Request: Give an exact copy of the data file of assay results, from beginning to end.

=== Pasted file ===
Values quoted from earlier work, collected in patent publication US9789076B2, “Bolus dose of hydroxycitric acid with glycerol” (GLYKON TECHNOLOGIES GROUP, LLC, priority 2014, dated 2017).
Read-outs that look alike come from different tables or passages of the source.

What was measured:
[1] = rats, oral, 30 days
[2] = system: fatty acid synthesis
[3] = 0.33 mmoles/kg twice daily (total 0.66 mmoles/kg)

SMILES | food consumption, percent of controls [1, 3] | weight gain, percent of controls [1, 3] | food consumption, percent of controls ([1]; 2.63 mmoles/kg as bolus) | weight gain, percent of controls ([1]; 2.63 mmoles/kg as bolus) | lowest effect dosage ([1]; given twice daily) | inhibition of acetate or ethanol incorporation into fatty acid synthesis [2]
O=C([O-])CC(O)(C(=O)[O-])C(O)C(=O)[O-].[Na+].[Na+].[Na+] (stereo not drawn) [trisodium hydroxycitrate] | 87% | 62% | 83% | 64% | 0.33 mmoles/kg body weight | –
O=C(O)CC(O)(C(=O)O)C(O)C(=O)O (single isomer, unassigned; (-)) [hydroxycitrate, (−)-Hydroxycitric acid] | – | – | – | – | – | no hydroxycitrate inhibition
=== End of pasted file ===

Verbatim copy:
Values quoted from earlier work, collected in patent publication US9789076B2, “Bolus dose of hydroxycitric acid with glycerol” (GLYKON TECHNOLOGIES GROUP, LLC, priority 2014, dated 2017).
Read-outs that look alike come from different tables or passages of the source.

What was measured:
[1] = rats, oral, 30 days
[2] = system: fatty acid synthesis
[3] = 0.33 mmoles/kg twice daily (total 0.66 mmoles/kg)

SMILES | food consumption, percent of controls [1, 3] | weight gain, percent of controls [1, 3] | food consumption, percent of controls ([1]; 2.63 mmoles/kg as bolus) | weight gain, percent of controls ([1]; 2.63 mmoles/kg as bolus) | lowest effect dosage ([1]; given twice daily) | inhibition of acetate or ethanol incorporation into fatty acid synthesis [2]
O=C([O-])CC(O)(C(=O)[O-])C(O)C(=O)[O-].[Na+].[Na+].[Na+] (stereo not drawn) [trisodium hydroxycitrate] | 87% | 62% | 83% | 64% | 0.33 mmoles/kg body weight | –
O=C(O)CC(O)(C(=O)O)C(O)C(=O)O (single isomer, unassigned; (-)) [hydroxycitrate, (−)-Hydroxycitric acid] | – | – | – | – | – | no hydroxycitrate inhibition